How to organize an OTF Recognition Event: Planning tips

Event timetable

The planning example shown here uses a one-month time frame for a complex event. Give yourself a reasonable amount of planning time for the type of event you are doing and the resources available. A major event could take as long as six months to a year to plan and implement.

One month before


  • What is the goal of the event?
  • Who should know about this good news? (key audiences)
  • How many people will participate? Who should they be? (speakers, master of ceremonies, performers, etc)
  • How will your audience be advised of the event? (website, social media, formal invitation, flyers, email, local media, media advisory)
  • What kinds of resources will you need? (audio-visual, microphones, podiums, etc)
  • Will you serve food or refreshments?
  • What is your budget?
  • Book the room or event location (based on estimated numbers and setup needs)
  • Consider the accessibility of your site, the need for special transportation or parking arrangements for guests and participants with special needs
  • Prepare invitation mailing lists (guests, participants, media)
  • Write promotional materials (invitations, posters, flyers, brochures, media advisories, etc)
  • Consider inviting media and guests to tour your program, project or service before or after the event
  • * If your event is outdoors, do you have a contingency plan for bad weather?

Invite or notify OTF

  • Call your OTF Public Relations Associate to discuss your ideas and any protocol requirements
  • Confirm date, time and location of event with participants
  • Invite special guests: Minister or local MPP, community leaders, celebrities, etc.
  • Call to discuss the availability of these special participants and to determine if they are able to be part of your event. You may have to adjust the date or time to suit their schedules. This is also a good time to ask about any protocols to follow, i.e. how to address them, etc.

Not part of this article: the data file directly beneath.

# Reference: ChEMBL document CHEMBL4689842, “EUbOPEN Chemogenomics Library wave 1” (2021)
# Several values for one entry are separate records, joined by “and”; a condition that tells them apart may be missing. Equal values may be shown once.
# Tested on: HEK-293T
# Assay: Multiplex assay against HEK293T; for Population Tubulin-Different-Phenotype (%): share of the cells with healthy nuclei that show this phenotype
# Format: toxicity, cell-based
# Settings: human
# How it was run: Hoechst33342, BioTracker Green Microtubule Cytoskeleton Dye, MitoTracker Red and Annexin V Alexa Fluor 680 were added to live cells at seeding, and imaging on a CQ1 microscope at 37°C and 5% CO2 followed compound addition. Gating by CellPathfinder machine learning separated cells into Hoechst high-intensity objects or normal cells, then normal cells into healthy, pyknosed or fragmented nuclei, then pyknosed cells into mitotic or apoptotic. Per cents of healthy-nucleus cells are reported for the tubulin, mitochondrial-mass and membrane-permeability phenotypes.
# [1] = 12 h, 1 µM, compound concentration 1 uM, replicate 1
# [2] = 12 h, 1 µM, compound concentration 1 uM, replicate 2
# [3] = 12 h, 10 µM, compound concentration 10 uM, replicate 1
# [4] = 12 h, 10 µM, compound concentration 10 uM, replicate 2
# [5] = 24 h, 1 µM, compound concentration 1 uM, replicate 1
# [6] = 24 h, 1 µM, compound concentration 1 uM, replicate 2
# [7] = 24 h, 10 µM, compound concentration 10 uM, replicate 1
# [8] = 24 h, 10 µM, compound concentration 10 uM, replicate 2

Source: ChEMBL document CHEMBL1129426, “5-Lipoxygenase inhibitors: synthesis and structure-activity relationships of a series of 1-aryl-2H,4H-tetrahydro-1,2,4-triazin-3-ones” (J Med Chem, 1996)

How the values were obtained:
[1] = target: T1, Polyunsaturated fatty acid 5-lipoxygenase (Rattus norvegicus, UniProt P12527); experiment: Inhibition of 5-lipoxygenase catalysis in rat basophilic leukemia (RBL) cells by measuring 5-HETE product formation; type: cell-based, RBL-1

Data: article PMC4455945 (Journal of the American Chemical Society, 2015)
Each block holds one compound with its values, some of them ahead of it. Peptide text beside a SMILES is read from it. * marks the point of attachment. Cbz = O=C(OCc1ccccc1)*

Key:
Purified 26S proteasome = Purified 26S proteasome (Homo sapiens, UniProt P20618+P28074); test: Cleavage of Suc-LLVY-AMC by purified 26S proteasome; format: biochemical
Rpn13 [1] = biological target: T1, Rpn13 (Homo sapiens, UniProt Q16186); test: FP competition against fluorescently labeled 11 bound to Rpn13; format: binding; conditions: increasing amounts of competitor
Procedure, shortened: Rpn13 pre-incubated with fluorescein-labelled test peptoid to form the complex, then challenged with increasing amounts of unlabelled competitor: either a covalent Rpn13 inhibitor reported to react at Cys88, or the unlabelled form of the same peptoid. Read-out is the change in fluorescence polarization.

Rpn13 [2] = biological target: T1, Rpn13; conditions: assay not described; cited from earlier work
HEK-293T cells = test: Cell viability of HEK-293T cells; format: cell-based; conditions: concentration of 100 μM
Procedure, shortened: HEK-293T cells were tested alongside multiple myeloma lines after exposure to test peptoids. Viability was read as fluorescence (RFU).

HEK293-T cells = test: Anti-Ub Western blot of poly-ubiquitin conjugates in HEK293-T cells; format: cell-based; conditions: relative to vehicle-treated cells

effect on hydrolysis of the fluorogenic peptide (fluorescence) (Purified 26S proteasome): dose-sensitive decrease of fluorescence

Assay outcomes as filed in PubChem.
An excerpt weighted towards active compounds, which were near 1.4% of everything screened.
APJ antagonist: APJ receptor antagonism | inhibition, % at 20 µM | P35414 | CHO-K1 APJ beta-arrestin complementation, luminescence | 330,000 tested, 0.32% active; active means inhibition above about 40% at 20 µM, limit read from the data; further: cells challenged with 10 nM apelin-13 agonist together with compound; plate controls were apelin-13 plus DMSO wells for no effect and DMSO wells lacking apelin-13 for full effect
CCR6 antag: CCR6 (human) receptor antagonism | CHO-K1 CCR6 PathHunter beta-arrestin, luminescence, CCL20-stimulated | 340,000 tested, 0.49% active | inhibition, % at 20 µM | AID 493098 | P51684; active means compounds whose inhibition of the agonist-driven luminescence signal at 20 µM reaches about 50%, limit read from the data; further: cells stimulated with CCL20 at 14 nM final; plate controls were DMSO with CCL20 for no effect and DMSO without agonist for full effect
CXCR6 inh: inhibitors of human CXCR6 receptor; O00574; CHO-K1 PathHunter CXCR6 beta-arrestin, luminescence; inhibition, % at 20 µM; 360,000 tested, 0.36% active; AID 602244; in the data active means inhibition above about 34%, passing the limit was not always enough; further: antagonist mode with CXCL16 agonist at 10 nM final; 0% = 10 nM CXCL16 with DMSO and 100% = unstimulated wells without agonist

Involve your organization

  • Designate an event Master of Ceremonies (MC). If your organization's leader is speaking, you may wish to have another person act as the host/MC
  • Have volunteers act as greeters or hosts for special guests during the event
  • Appoint someone to liaise with MPP's staff, media or keynote speaker, at the event
  • Assign someone to take candid photographs and document these special moments
  • Prepare media advisory and media release
  • Provide drafts of your advisory to participants to get their input and approval. Remember to include the OTF acknowledgement tagline. Your OTF Public Relations Associate can review your materials with you
  • Prepare agenda and speakers list
  • Distribute the agenda and list to participants in advance. Your agenda should describe all of the events in your program, including the names, titles, the order and estimated speaking time for each speaker and other participants such as the MC
  • Create an audience to support your speakers
    An audience creates a celebratory mood and helps your speakers deliver the good news with greater energy and enthusiasm. Audiences could include staff, volunteers or clients and their families

Two weeks before


  • Finalize program, activities, agenda